¿Vives lejos del consulado o embajada más cercano? ¿Prefieres no ir solo a darte de alta como residente temporal y rogar el voto?… Organiza un “viaje electoral”! Para los ciudadanos y ciudadanas españolas que residen en el extranjero y que no se dieron de alta en el Censo de Españoles Residentes Ausentes (CERA) antes del…
The options for Spanish citizens to vote from abroad have decreased for June 26th
The electoral census of permanent migrants was closed in March, when the call for elections for June 11th was published. At that time, the option of registering at a consulate as a temporary resident ceased to be an option for those who had registered a year ago for the regional and municipal elections, thus limiting their right to vote.
Once again Spanish migrants are to suffer, for the seventh consecutive time – and this time it is sharper than ever, the consequences of a voting system known as the “pleaded vote”. This system was imposed by an electoral law which was passed in 2010 by the PSOE (the party in power at the time), and with the support of the conservative Popular Party, the Catalan nationalist party CiU and the Galician nationalist party BNG, and has been in force since 2011. This law which presumably would guarantee people’s rights has in fact reduced the turnout rate of people voting from abroad in 85%.
Up to now, people who were not registered in the census for permanent residents abroad within fifty days before the election call, had the option of signing up in person in the registry for temporary residents abroad, and to “plead” their right to vote. Many migrants signed up in that temporary registry in order to be able to vote in the regional and municipal elections of 2015. However, according to the Spanish law, this temporary registry is only valid for a year. After that those on the list are deregistered and redirected to the permanent census, which has been closed for the June elections since March. In addition, at this time none of the registered permanent residents have received their telematic access password for “pleading” their right to vote online, which is making the processing extremely difficult.
Those registered in the Permanent Census lose their right to health care in Spain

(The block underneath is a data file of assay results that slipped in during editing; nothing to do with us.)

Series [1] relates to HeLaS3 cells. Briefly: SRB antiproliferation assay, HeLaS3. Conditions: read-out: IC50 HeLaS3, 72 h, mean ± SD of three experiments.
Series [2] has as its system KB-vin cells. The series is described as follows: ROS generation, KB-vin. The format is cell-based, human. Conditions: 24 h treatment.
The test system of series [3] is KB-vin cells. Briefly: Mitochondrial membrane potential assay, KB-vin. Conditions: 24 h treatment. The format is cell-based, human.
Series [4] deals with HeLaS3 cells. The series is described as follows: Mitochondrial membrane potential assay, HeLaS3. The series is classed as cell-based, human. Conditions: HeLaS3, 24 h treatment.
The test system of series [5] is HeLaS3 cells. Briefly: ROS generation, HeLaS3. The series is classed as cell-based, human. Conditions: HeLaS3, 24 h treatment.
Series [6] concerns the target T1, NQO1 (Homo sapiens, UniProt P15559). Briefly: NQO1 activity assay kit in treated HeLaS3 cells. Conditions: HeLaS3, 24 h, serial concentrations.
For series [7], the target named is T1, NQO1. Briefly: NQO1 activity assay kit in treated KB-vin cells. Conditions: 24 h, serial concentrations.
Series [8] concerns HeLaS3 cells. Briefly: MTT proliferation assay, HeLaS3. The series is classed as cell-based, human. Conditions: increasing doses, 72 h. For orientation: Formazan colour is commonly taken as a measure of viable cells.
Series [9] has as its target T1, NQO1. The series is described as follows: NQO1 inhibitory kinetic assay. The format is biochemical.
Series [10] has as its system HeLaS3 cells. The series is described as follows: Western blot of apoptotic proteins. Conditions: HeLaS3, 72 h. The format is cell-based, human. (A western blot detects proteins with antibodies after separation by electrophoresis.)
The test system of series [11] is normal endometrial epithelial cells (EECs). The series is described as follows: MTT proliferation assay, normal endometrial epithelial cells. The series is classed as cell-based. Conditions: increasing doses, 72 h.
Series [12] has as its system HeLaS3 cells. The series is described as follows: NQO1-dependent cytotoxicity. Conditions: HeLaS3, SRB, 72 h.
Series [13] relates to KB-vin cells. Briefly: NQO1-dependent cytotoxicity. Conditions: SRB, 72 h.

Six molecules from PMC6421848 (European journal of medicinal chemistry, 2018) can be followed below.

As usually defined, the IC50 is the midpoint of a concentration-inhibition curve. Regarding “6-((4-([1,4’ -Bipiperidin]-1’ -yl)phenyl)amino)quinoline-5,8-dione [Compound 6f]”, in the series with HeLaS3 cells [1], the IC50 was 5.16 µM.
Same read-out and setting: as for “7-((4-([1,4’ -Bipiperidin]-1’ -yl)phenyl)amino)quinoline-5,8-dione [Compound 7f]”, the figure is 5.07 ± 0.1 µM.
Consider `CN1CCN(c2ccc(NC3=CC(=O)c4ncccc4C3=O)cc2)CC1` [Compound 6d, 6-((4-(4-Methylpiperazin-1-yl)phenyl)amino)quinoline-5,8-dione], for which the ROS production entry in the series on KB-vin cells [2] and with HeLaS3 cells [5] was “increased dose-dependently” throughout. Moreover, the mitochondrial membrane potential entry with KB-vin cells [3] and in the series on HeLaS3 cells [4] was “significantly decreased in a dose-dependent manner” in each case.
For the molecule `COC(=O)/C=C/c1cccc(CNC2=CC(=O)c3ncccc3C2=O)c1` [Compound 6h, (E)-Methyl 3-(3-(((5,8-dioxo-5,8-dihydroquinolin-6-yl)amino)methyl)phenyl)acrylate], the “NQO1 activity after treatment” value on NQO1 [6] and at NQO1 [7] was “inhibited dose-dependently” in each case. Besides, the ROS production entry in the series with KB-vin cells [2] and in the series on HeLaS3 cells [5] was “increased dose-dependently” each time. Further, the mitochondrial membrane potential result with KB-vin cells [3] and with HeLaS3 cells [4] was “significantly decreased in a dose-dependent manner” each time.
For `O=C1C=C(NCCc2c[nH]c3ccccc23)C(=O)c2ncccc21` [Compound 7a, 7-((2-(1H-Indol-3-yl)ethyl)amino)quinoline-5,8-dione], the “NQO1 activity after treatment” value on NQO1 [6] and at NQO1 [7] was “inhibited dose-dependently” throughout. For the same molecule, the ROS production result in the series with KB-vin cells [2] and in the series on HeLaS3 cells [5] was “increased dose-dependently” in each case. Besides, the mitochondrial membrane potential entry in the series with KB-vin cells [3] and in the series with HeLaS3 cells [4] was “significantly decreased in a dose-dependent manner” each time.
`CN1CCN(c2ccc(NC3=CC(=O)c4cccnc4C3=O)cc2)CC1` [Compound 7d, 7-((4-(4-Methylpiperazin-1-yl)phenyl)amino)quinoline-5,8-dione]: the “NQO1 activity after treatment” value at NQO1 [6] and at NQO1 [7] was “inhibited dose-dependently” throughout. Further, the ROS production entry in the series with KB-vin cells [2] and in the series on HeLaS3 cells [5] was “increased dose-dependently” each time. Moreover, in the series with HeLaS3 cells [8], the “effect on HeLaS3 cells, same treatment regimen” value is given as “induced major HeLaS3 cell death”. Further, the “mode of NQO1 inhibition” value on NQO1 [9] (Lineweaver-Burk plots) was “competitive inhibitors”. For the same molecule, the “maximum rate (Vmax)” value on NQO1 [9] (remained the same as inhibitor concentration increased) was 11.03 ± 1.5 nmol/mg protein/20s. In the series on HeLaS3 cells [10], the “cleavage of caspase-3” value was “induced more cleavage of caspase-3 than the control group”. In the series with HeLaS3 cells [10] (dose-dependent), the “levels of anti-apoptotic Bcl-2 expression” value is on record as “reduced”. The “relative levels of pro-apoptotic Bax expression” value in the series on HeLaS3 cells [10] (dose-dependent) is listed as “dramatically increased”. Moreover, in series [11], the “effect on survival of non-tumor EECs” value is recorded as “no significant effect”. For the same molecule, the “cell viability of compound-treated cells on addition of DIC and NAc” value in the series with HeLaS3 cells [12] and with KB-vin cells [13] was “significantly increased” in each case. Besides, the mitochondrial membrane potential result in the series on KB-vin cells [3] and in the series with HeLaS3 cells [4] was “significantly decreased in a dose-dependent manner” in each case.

The only possibility to plead the right to vote for those who have been registered as temporary residents for a year, is to go in person to the consulate during the claims period, which started on Monday 9th and ends next Monday, May 9th. Only during this week, which is about to end, can they request, in person, to be included in the permanent census and plead the right to vote until the 28th of May. However, registering in the permanent census hinders migrants to access health services in Spain. These people must then decide whether to prioritise their right to vote or their right to access health care. This is not just an unfair choice, but it also means that thousands of people can simply not afford to choose and to lose their right to health care.
The Copenhagen Case
In the absence of information from the Spanish Government on duty –the first official informative video was on May 6th, ten days before the end of the rectification period of the census – Marea Granate is already underway disseminating information and answering questions about the process of voting from abroad.
Among all the emails that Marea Granate manages every day, the case of Copenhagen stands out. We receive numerous complaints about the Embassy in the Danish capital, because it is illegally denying access to the temporary census (ERTA) and therefore, preventing many people their only option for voting. The reasons argued by the Embassy, as recognised by the Facebook page “Spaniards in Copenhagen”, is that this type of registry is only for tourists. However, article 5.3 of the Royal Decree on the Consular Registry just says that, “if after one year, [those registered as non residents – temporary residents-] have established their habitual place of residence in the consular area, they must request their inclusion as [permanent] residents”.
In conclusion, permanent residents have not yet received the password to the telematic pleading; those who are temporary residents have most likely been registered as such for more than a year, and the registry is no longer valid; and those who are not registered at all are being denied their only chance of voting, which is registering as temporary residents. It is essential to eliminate the pleaded vote, but also to the system which is, without doubt, an obstacle course.
Therefore, once again we will soon announce global mobilizations to denounce, for the seventh time, the pleaded vote system.